Dietary supplements are regulated as food and not subjected to the same pre and postmarketing requirements for safety or efficacy as drugs do. However, published reports of DSILI are rising in parallel with the increasing popularity of herbal and DS in western countries. DSILI has been recognized, in some instances with cases of positive reexposure (grean tea extracts). However, the causality assessment in hepatotoxicity has limitations as there is an absence of diagnostic biomarkers. Furthermore, the attribution of causality is performed through an exhaustive interview with the patient, asking for the cronology of intake of drugs and HDS, and exclusion of alternative causes. For DS, reaching a consistent hepatotoxicity diagnosis is even more difficult as patients do not generally perceive them as harmful and therefore do not always inform about DS intake when being interviewed for an episode of liver damage. Furthermore, the use of DS may not always be regular. In addition, the ingredients in DS compounds can vary considerably and are not always adequately reflected in the product label. It is for that, some authors have analyzed some of the published reports and have profoundly criticized these case reports, the method of causality assessment used as well as the need for an update in regulations [63,104,135,136]. Despite the fact that some of the reported DSILI cases could be erroneously diagnosed, the great amount of data in the literature points to an important problem of health related to the consumption of DS.
The different forms of DSILI considered in this review can be differentiated into two groups based on their characteristic phenotypes: AAS and the remaining DSILI cases. While AAS hepatotoxicity typically produce high values of TB with low levels of transaminases, and no cases of ALF described to date [10,11,23,24,25,26], liver injury due to the remaining DS has typically a hepatocellular pattern of liver damage with very high transaminase levels [8,47,49,64,65,66,97,103] and a high number of cases with ALF [53,60,62,65,70,71,72,73,74,78,80,92,101,102]. Hence, DSILI constitutes an important cause of ALF in transplantation centers [73,74]. The clinical presentation, liver profile and outcome of DSILI (excluding AAS) coincide with that of herbal hepatotoxicity, while idiosyncratic hepatotoxicity due to conventional medication have a minor percentage of fatal cases and lower levels of transaminases compared to DSILI and lower levels of bilirubin compared to AAS liver injury [10,11].
In summary, given the unproven efficacy and the high number of cases of liver injury due to DS in addition to the severity with risk of acute liver failure and subsequent death or transplantation, stricter regulations for commercialization and sale of these products are required by competent health authorities. A joint effort among clinicians and health authorities in identifying new hepatotoxicity cases and to educate the general population on the risks of DS consumption is needed.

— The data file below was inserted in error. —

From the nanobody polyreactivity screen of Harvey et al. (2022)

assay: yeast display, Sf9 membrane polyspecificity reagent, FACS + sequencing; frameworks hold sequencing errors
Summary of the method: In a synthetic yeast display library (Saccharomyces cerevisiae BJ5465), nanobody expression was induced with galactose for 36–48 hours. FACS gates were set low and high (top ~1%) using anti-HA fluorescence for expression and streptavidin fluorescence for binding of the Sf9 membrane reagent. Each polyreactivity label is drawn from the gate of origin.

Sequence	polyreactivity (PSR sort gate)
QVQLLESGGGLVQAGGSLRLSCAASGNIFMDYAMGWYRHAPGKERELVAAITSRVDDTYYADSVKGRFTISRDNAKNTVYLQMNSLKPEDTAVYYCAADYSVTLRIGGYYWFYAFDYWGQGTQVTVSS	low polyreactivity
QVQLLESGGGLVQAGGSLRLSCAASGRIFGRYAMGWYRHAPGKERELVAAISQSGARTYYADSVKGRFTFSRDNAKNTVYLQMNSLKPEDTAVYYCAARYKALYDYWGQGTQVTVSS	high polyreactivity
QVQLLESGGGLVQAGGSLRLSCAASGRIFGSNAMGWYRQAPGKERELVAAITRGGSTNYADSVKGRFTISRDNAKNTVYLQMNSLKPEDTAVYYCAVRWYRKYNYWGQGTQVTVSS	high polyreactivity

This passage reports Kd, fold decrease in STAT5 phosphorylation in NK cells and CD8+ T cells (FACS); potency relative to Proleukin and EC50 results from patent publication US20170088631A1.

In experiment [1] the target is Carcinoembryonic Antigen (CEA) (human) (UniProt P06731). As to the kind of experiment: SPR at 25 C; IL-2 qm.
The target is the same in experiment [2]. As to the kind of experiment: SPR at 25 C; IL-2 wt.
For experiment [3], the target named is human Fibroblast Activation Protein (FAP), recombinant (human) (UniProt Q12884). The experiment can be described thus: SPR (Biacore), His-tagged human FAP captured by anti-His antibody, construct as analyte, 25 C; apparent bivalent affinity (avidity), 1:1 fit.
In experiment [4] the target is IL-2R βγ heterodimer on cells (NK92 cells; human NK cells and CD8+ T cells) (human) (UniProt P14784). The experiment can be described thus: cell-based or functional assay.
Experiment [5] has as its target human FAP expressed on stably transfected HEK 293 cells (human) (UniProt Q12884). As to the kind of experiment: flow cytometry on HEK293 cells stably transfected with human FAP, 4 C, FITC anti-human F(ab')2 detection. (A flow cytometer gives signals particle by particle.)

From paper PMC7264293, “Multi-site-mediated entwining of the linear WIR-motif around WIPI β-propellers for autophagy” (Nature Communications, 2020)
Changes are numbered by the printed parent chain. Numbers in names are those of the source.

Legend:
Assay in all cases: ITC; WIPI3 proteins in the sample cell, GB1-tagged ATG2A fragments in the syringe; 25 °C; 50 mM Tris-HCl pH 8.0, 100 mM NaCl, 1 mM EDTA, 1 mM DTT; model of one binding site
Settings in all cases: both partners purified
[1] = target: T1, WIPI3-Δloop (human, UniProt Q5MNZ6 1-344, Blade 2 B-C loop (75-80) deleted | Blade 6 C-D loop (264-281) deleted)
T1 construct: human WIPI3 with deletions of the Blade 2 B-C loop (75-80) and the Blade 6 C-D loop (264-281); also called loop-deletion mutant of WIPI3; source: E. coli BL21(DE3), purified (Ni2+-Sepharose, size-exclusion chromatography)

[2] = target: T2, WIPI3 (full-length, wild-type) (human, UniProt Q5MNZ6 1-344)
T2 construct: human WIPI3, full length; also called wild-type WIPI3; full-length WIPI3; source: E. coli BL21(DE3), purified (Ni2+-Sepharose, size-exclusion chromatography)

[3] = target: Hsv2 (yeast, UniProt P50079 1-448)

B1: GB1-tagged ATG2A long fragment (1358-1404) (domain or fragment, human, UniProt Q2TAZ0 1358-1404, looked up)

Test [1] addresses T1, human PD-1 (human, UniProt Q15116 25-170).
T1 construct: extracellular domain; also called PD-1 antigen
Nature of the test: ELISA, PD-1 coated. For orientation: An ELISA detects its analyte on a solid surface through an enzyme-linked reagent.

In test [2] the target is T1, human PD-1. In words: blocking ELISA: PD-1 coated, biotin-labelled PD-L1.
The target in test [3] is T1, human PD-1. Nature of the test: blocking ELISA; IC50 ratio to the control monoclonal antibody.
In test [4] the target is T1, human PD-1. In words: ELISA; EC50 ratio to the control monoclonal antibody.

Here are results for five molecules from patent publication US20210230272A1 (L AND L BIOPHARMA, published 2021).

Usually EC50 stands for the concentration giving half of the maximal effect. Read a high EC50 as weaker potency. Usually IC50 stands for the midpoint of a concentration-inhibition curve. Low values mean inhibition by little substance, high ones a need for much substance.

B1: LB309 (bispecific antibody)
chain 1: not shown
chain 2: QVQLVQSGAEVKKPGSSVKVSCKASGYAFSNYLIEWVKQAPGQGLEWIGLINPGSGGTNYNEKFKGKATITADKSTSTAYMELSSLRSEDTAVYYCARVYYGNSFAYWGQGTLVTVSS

This study was supported by grants of the Instituto de Salud Carlos III cofounded by Fondo Europeo de Desarrollo Regional – FEDER (contract numbers: PI12-00620, AC-0073-2013, PI15/01440) the Agencia Espanñola del Medicamento y Productos Sanitarios (AEMPS) and CIBERehd (funded by Instituto de Salud Carlos III).

Author Contributions

Literature research: Miren García-Cortés, Mercedes Robles-Díaz, Aida Ortega-Alonso and Inmaculada Medina-Caliz; manuscript preparation: Miren García-Cortés and Mercedes Robles-Díaz; table preparation: Miren García-Cortés, Mercedes Robles-Díaz, Aida Ortega-Alonso and Inmaculada Medina-Caliz; conclusions and review of the manuscript: Raul J. Andrade.

Conflicts of Interest

The authors declare no conflict of interest.


anabolic androgenic steroids
Spanish Drug and Sanitary Products Agency
acute liver failure
alkalin phosphatase
alanine aminotransferase
aspartate aminotransferase
Anatomical Therapeutic Chemical
conjugated linoleic acid
dietary supplements
drug-induced liver injury
drug-induced liver injury network
Dietary Supplement Health and Education Act
dietary supplements-induced liver injury
Food and Drug Administration
herbal and dietary supplements
herbal and dietary supplement-induced liver injury
international normalized ratio
non-alcoholic fatty liver disease
Roussel Uclaf Causality Assessment Method
total bilirubin
United Kingdom
United States
upper limit of normal


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Table 1. Tabular compilation of dietary supplements related to liver injury.
Table 1. Tabular compilation of dietary supplements related to liver injury.
Dietary Supplement *CitationsNumber of CasesConstituents **Marketed PropertiesType of Liver InjuryRegulatory Measures
Camellia sinensis (green tea) Euforia Exolise Onshido SlimQuick X-elles cha verde Curr Camilina-Arkocápsulas LipolyzGarcía-Cortes et al., 2008 [8]3Powdered leaves, hydroalcoholic and aqueus extracts and infusions from green tea leavesWeight loss Stop hair lossAcute hepatocellular injuryHydroalcoholic extract of camellia Sinensis “EXOLISE” withdrawn from European market